There were quite a few intentionally right-wing or left-wing weekly publications that were being produced as well. I know that I saw Christianity Today and several hunting and fishing magazines that espoused an openly conservative bias in my home as a kid. My guess is that the average liberal household did not have many of these passing through their mailboxes. My father was never a subscriber to widely focused conservative magazines such as National Review, but that was probably because it is kind of expensive.
Growing up in a conservative household has led me to become kind of a conservative guy myself, though more Libertarian than Republican. My grandmother subscribed me to Time (the last remaining general news weekly), so I read that with the same eye rolling with which my father read Newsweek. I am a subscriber to National Review. Real Simple, Reader’s Digest and People also come to my mailbox due to my wife’s interests and I find myself reading them far more often than I am comfortable admitting.  Print media in various forms takes up a significant portion of my home and positively fills my office.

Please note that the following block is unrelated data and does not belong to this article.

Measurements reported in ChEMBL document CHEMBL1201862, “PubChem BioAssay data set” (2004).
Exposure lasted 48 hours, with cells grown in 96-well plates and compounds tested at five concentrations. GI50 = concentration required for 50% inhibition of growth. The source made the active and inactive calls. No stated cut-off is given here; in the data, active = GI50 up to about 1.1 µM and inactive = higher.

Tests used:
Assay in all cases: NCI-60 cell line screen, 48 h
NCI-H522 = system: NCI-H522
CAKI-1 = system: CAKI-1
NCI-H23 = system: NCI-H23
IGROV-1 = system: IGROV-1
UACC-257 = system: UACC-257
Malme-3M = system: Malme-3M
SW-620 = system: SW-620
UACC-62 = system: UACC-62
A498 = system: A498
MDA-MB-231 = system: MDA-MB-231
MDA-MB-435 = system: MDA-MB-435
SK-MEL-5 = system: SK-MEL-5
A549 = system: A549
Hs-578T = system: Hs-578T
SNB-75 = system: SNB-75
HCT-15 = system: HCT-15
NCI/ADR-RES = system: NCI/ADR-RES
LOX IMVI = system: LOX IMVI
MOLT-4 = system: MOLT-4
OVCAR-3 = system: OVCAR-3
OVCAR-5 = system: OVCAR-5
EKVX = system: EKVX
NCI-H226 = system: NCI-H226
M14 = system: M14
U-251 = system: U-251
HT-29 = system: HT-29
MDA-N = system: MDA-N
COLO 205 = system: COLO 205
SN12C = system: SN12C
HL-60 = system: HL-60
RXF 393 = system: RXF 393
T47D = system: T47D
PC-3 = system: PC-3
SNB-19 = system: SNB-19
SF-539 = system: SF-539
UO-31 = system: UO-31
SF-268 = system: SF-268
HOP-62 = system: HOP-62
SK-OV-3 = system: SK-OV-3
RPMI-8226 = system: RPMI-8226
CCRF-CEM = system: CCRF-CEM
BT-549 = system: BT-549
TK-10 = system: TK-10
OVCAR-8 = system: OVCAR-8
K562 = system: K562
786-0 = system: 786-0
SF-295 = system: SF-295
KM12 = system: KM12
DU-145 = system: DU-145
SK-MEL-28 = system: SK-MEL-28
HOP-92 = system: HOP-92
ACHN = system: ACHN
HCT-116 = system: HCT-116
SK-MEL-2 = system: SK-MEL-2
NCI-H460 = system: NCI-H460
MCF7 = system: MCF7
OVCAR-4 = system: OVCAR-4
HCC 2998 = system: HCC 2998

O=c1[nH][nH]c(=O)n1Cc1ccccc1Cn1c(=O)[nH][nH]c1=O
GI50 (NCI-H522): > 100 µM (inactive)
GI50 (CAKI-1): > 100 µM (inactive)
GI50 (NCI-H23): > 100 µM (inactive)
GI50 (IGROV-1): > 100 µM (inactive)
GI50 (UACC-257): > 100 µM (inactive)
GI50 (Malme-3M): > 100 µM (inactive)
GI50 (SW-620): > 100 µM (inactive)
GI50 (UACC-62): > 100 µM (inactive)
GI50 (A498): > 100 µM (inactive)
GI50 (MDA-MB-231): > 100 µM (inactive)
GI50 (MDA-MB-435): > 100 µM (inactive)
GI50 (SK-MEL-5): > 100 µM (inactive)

There is another way I consume news too. I consume news on the internet. I used to consume news via various cable channels as well, and if we can ever adjust our finances, I’d like to again. Still, there is a huge difference that works itself into differences in these new media than what was happening in print.
I would take my subscription to National Review as a prime example. Because it has an openly political bias, one can easily compare it to new media with similar bias. The latest edition of the National Review magazine deals with the national issue of gun control. It deals with it in a careful, reasoned and thoughtful way. It is a conservative publication, so the careful, reasoned and thoughtful arguments lead to the conclusion that gun control should be focused on limiting government control, rather than restricting individual rights (see, I’m biased too). To read the articles in the print magazine, I had to turn to a dictionary at least twice that I remember. I was also quite thankful for some training in political philosophy so that I could understand the nuances of the arguments they were making. The articles were written in a polished, unhurried manner making extensive use of intellectual vocabulary, historical precedent and critical syllogistic reasoning. While a liberal would undoubtedly disagree with most of the axioms and some of the reasoning, no liberal would read the print copy of the National Review and come to the conclusion that conservatives were crazy. There is a bias, but that bias is explained, not assumed.